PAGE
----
Fairvale High School
Schools, universities and other educational institutions, or individuals working at such institutions, who assist former refugees by breaking down barriers to education.
Ms Juliet Yawanis,
Ms Esrah Pratt,
Ms Celina Duplad
Lunch With Fairvale is a group-based project to support recently arrived refugees of Assyrian and Iraqi backgrounds for the successful resettlement in Fairfield City areas. The support is provided by the form of disseminating relevant information to the refugee parents. The group is recruited from the refugee parents at Fairvale High School and consists of 28 parents of mixed gender. The project is instigated and run by three staff members who have innovatively combined relevant information sessions with culturally related food and availability of interpreters to refugee families in the area.
A young person aged 12-25 of refugee background making an outstanding contribution to Australian society in their chosen field.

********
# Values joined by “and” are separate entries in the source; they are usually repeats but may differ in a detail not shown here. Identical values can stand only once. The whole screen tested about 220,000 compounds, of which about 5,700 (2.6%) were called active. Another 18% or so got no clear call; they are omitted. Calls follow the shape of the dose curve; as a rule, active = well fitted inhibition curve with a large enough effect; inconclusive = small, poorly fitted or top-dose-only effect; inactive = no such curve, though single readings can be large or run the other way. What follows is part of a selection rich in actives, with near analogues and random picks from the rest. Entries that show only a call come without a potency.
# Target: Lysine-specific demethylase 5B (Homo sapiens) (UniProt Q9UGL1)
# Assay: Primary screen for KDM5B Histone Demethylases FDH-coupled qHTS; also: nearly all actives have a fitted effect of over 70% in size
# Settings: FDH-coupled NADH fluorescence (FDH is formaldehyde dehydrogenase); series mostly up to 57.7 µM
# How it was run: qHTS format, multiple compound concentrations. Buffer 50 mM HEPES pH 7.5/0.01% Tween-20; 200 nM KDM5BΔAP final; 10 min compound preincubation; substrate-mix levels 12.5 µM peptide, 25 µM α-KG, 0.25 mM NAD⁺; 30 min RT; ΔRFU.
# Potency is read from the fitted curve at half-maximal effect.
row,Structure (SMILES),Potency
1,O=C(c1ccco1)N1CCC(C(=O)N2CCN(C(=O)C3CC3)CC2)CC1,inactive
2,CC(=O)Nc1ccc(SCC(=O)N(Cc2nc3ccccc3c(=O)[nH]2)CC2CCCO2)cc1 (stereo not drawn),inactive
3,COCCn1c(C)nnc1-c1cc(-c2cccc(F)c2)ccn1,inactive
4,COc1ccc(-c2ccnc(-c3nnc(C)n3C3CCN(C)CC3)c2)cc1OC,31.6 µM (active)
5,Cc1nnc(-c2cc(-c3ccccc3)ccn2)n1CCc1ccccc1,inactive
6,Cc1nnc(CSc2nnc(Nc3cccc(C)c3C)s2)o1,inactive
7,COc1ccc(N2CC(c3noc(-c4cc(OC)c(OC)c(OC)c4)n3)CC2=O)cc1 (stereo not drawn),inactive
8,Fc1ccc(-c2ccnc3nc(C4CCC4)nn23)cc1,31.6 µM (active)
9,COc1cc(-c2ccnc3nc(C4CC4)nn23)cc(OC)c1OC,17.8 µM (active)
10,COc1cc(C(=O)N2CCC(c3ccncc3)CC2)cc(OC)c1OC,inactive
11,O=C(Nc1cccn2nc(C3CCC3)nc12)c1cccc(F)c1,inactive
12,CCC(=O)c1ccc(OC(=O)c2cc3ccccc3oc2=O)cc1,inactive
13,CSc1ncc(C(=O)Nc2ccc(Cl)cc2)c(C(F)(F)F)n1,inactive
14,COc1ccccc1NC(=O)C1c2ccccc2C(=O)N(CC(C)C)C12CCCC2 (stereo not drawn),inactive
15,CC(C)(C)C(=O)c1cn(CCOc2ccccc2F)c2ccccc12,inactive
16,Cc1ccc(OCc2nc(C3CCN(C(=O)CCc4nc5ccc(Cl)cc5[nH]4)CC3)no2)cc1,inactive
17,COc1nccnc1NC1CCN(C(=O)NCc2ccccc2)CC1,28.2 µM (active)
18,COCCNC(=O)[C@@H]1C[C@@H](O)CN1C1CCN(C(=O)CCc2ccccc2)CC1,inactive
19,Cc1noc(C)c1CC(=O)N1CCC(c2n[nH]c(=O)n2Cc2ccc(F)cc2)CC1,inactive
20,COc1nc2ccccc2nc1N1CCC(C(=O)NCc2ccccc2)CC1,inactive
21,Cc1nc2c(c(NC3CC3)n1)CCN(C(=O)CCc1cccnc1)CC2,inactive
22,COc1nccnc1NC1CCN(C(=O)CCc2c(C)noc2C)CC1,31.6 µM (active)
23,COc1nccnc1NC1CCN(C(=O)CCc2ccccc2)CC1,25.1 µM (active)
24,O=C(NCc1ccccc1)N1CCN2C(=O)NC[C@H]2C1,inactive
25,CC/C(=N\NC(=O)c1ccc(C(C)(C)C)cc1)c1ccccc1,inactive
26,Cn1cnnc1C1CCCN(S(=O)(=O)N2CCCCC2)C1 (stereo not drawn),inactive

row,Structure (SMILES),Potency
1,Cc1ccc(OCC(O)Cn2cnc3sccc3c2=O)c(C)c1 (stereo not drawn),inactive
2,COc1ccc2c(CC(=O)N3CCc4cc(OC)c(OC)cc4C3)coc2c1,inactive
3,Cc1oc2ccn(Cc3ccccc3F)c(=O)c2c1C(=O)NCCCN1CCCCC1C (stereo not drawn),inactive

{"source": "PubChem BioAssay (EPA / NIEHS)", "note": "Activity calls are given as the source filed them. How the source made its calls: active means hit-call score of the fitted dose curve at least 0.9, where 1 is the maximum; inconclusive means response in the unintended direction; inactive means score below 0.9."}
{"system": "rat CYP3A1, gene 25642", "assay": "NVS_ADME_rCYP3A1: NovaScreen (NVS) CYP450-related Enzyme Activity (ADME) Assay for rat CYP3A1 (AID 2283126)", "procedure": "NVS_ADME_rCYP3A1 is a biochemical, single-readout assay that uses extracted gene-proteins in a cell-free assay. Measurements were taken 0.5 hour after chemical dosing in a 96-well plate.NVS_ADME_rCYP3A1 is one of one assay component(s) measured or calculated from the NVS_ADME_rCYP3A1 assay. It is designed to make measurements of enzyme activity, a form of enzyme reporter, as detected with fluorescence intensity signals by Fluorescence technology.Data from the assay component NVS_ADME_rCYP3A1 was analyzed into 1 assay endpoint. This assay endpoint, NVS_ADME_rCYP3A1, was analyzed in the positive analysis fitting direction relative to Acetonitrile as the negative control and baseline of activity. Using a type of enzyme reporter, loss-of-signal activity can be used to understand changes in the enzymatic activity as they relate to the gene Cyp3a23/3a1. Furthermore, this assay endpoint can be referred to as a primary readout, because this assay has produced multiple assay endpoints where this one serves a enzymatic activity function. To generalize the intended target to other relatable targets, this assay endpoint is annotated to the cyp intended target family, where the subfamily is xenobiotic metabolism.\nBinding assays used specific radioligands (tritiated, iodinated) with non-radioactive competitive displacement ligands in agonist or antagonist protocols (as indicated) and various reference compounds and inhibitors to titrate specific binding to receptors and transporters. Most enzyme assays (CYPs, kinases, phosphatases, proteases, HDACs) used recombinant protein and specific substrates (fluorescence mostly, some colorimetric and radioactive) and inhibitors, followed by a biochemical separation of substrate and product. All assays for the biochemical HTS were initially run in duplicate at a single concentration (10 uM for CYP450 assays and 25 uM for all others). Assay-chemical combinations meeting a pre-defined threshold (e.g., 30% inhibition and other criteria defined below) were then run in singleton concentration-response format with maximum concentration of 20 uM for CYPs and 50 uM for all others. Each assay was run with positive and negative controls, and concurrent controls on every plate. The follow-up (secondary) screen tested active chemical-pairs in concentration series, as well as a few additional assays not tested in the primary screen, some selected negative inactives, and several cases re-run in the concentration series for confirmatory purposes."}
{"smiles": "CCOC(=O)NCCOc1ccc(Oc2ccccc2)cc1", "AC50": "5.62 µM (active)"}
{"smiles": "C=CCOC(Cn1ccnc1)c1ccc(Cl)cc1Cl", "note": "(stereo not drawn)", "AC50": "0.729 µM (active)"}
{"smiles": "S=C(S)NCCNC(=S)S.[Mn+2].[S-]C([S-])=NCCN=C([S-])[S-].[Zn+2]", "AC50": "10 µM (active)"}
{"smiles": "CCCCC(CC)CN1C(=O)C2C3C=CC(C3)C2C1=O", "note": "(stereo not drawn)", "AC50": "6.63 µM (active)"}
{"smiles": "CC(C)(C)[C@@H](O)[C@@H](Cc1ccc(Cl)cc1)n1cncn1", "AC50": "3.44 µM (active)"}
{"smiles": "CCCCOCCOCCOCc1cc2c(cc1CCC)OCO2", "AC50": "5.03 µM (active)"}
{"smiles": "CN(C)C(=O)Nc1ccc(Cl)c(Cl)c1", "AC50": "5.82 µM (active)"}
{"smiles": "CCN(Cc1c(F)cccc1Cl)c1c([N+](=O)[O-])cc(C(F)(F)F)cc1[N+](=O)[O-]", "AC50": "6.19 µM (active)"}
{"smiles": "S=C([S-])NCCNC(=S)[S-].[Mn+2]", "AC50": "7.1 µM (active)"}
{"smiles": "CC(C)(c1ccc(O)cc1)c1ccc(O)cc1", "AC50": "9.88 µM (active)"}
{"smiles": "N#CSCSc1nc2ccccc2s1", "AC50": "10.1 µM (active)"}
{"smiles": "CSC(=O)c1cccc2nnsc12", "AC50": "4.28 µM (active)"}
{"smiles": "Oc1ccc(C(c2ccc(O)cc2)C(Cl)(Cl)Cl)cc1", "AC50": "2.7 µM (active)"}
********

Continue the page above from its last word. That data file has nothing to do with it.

Hilal Tawakal is an Afghan citizen born in Pakistan who fled to Pakistan due to the Russian invasion of Afghanistan. He arrived in Australia in 2014 having been granted refugee status. Since arriving in Australia, he has contributed widely to the Australian community. He has been assigned to Holroyd High School SRC and contributed to both school and community events, having served as a former student representative. Hilal was appointed Youth Ambassador with CHILOUT (Children out of Detention Centre) and is the recipient of the Western Sydney Refugee Award 2017 and both Rotary Peace and Community Service Awards. He is currently studying Medical Sciences at UWS.